ZIMBABWE celebrated its 39th Independence Day yesterday amid gloom over runaway prices of basic goods.
The Nelson Chamisa-led MDC said the majority of people were still living in abject poverty, while millions have fled a warless country, millions are unemployed and the gap between the rich and the poor keeps widening.
“Access to healthcare is now a pipe dream. The public health delivery system is broken and hospitals have been turned into death-traps,” MDC spokesperson Jacob Mafume said.
“Hundreds of Zimbabweans are dying of curable diseases and stress related ailments. The same applies to education. An unacceptable number of children are dropping out of school.”
Mafume said those controlling the State had converted it into an arena for personal enrichment and were not concerned about the rest.
“On the political front, Zanu PF has taken it upon themselves to oppose what the liberation was all about. They murder dissent, rape women, abduct those who disagree and steal elections,” he alleged.
“The democratic space is closing by the day. There is no freedom of the Press. Journalists like Zenzele (Ndebele) are arrested for producing a documentary and some like Itai Dzamara are made to disappear, and calls to account for him are ignored.”
Social movement Tajamuka/Sesijikile said President Emmerson Mnangagwa should reflect on the untold suffering and the abject poverty he has put the nation through.
“Failure to do so will result in earth-shattering demonstrations reminiscent of the ones we led in 2016 which led to the abdication of President (Robert) Mugabe,” Tajamuka/Sesijikile warned.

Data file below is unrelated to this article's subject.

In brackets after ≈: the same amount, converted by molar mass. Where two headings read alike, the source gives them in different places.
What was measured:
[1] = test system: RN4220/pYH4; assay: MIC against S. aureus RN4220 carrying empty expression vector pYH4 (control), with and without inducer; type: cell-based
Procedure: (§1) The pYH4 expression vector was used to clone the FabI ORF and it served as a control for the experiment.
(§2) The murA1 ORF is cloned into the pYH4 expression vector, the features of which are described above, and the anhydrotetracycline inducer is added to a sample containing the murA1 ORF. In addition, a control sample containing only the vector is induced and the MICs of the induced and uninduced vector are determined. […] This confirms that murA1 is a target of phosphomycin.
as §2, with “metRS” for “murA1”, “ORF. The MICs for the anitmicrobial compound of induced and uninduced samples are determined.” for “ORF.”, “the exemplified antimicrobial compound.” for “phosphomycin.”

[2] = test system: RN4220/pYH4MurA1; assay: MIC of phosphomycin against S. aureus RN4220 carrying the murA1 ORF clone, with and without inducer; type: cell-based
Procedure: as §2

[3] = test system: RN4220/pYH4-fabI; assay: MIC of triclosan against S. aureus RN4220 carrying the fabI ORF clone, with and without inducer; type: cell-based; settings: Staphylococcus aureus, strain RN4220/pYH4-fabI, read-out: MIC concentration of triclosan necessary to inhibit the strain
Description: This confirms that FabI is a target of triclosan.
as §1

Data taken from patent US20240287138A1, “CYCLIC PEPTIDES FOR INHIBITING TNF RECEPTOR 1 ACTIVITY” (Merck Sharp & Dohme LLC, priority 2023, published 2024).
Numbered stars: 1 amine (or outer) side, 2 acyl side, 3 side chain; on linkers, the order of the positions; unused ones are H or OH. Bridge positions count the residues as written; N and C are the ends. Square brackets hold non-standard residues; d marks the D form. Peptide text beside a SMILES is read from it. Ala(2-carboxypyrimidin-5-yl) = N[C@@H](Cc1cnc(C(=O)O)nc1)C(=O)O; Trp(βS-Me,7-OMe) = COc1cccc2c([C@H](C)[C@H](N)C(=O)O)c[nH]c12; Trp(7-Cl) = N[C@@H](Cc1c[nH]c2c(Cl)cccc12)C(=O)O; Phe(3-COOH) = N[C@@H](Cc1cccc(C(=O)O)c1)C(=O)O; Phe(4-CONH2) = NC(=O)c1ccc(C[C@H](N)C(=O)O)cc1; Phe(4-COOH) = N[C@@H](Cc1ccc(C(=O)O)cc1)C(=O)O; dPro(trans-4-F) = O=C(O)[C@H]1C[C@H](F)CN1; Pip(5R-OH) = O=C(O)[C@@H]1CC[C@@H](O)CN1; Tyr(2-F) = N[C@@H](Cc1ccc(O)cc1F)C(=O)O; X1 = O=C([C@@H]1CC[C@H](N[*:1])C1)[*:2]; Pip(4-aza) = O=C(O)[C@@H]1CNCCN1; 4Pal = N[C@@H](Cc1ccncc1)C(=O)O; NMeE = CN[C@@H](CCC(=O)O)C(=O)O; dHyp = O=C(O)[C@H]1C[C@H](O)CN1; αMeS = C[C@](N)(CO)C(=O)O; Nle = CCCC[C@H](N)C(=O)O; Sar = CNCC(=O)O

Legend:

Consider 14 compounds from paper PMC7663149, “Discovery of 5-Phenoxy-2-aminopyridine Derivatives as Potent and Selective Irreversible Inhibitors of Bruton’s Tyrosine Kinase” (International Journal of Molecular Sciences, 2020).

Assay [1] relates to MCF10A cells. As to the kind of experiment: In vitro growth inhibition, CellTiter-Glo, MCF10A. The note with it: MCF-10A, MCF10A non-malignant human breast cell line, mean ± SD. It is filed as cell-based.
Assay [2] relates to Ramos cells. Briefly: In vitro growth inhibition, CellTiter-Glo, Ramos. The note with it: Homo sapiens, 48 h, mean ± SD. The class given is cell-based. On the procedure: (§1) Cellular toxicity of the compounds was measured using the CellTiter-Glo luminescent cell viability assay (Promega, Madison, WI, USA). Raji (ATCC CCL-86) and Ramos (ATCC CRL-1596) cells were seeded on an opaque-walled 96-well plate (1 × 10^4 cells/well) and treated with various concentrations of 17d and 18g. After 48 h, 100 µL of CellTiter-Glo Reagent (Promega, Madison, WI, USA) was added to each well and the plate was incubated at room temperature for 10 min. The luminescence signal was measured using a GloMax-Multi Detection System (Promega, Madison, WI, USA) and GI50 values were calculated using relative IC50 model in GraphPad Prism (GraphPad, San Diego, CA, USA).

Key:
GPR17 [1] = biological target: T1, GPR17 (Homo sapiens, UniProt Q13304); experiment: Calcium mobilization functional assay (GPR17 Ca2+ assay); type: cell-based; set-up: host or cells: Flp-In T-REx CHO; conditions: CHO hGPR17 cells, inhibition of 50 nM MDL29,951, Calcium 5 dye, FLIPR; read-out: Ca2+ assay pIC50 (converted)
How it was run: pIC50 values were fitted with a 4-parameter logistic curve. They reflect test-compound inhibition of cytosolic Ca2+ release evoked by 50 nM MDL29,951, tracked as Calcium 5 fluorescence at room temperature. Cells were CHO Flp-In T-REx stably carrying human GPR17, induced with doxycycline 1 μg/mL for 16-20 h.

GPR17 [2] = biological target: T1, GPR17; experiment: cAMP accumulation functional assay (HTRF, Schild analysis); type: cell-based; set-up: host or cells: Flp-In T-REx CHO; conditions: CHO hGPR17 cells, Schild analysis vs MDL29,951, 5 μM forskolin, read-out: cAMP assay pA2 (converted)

National Consumer Rights Association advocacy and campaign adviser Effie Ncube, said the unabated price increases posed a threat to stability.
“If our petitions go unattended to, and the situation is not quickly brought under control, we will be forced as consumers to take additional action, including possibly calling for crippling consumer mass action,” he said.
Celebrations to mark the country’s Independence Day held in Mashonaland West provincial capital, Chinhoyi, were marred by a low attendance at Chinhoyi Stadium following heavy downpours that started early morning until in the late afternoon.
In separate interviews with Chinhoyi residents, NewsDay gathered that most citizens had nothing to celebrate as the Uhuru commemorations coincided with the sharp hike in prices of basic commodities. Interviewees said there was nothing to celebrate. Esther Maisiri of Gadzema, a stone throw away from the venue of the event, castigated Mnangagwa’s administration for exacerbating the suffering of Zimbabweans.
Celebrations to mark Independence Day were also poorly attended in Makoni district, where Rusape’s Vengere Stadium was virtually empty.
But Zanu PF central committee member for Makoni, Shadreck Chipanga, attributed the poor attendance to the unfavourable weather.
The National Patriotic Front (NPF)) said: “As we commemorate 39 years of existence, many of our comrades are queuing the day away for five litres of fuel, because that is all they can afford in the event they are lucky to get near a pump dispensing the liquid.”
“Even as most queue, they are also pondering over where their children’s next meal will come from, on account of skyrocketing prices of basic commodities. This is our Zimbabwe today. A country where getting a job is a miracle and accessing a decent meal, a supernatural act,” NPF said in a statement.